A blog about reputation, marketing and employee morale.

Dear Domino’s: I told you so

Posted by Janet Smith on April 20, 2009

Dear Domino’s: I hate to say I told you so…but…I told you so.

I’ll explain in a moment. But first, let’s recap. One week ago today, on April 13, a video was posted on YouTube showing a few Domino’s employees doing some really disgusting things with food, as they appeared to be preparing it for customers. The video has since been taken down, so I don’t know how many people ultimately viewed it-but I read that on April 15, it had been viewed 562,627 times by 8 a.m., 728,816 times by 3 p.m., and 930,390 times by 9:30 p.m. A stellar example of social media’s viral nature.

The employees have been fired and face felony charges. And Domino’s is now fighting for its reputation. A two-minute video created by the Domino’s organization, featuring an apology by Patrick Doyle, president of Domino’s USA, was posted on YouTube on April 15. I just checked, and it has received 540,896 views in five days-not bad, but certainly no comparison to the number of views the damaging video received just in one day.

So here’s why I’m feeling just a teensy bit smug. A year ago-on April 16, 2008-I wrote a blog post titled, “The Domino’s effect.” I detailed an experience of mine with the big pizza chain-or more specifically, with an extremely apathetic Domino’s employee. It had to do with being charged $16.00 for two medium pizzas, although three mediums cost $15.00.

The point of my post wasn’t that the employee was a bad person or even a bad employee. My point was that Domino’s clearly did not empower its employees to make even the smallest decisions in order to make customers happy. I wrote, “Somewhere up the line, a manager at Domino’s decided that this low-paid, hourly worker was not important to the success of the company. Someone made the decision that he didn’t need to understand the goals of the company and that he didn’t need to understand how he contributed to the achievement of those goals. And it’s clear that no one thought he should be empowered to give the customer a good experience. Who can blame the kid for not caring?”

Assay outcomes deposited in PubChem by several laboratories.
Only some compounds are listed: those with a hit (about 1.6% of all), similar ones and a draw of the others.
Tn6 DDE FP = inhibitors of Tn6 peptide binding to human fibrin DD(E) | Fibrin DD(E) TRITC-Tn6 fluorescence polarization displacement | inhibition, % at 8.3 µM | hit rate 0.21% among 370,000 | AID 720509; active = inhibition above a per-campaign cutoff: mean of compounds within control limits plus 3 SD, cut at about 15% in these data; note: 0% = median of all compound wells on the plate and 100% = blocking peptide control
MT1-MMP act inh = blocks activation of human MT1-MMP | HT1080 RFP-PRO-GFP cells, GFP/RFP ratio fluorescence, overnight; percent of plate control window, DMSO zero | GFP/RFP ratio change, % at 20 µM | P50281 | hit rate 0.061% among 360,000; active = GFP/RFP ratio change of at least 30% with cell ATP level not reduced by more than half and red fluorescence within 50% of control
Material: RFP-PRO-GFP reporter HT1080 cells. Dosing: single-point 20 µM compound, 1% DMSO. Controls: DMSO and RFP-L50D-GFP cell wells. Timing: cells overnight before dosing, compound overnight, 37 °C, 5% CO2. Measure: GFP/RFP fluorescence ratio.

Unempowered employees become apathetic employees. It’s the only way they can really survive that kind of work environment. If they continue to care, but can’t do anything about it, they’ll be miserable, frustrated, and angry. Stop caring—and it’s much easier to get through your shift.

As far as I can tell, Domino’s still doesn’t get it, even in the face of this supreme (go ahead and groan!) reputation nightmare. In the video, Doyle says, “Nothing is more important or sacred to us than our customers’ trust.”

That way of thinking is faulty, Mr. Doyle. There is something more important than the trust of your customers. It’s the commitment and loyalty of your employees, which only happens when they are empowered, respected, communicated with, valued, thanked, and made to feel that they are an important part of the company’s success.

Doyal also says, “We are re-examining our hiring practices.” Well-that’s never a bad idea. But I suggest, Patrick, that you re-examine the way employees are treated, too.  Even the best employees become negative and apathetic if they are not empowered, respected, communicated with, valued, thanked, and made to feel that they are an important part of the company’s success.

“It sickens me that the actions of two individuals could impact our great system,” Doyle says in the video.

It’s tragic that any well-intentioned organization should have its reputation threatened by the sickening actions of two employees. I have genuine compassion for everyone affiliated with Domino’s and sincerely hope they weather this storm.

But Mr. Doyle, as you evaluate the cause of this crisis and implement policies to prevent anything like this from happening again, please don’t miss a very important lesson.  It can be found in the three words I used to end the blog entry I posted almost one year ago to the day before the corporate giant’s image went south: “Employee morale and reputation go hand in hand. Domino’s got eight bucks from me that day. But my opinion of the company tanked. Every employee matters.”

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